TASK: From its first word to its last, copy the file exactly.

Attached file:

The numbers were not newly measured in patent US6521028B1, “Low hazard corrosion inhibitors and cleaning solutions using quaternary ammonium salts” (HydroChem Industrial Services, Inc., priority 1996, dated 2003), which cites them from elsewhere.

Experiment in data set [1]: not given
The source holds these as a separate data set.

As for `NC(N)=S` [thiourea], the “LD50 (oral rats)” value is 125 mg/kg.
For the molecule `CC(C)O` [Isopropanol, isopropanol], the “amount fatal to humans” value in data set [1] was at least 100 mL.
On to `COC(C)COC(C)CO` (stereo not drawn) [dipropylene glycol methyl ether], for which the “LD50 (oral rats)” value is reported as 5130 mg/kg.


The numbers were not newly measured in patent US6521028B1, “Low hazard corrosion inhibitors and cleaning solutions using quaternary ammonium salts” (HydroChem Industrial Services, Inc., priority 1996, dated 2003), which cites them from elsewhere.

Experiment in data set [1]: not given
The source holds these as a separate data set.

As for `NC(N)=S` [thiourea], the “LD50 (oral rats)” value is 125 mg/kg.
For the molecule `CC(C)O` [Isopropanol, isopropanol], the “amount fatal to humans” value in data set [1] was at least 100 mL.
On to `COC(C)COC(C)CO` (stereo not drawn) [dipropylene glycol methyl ether], for which the “LD50 (oral rats)” value is reported as 5130 mg/kg.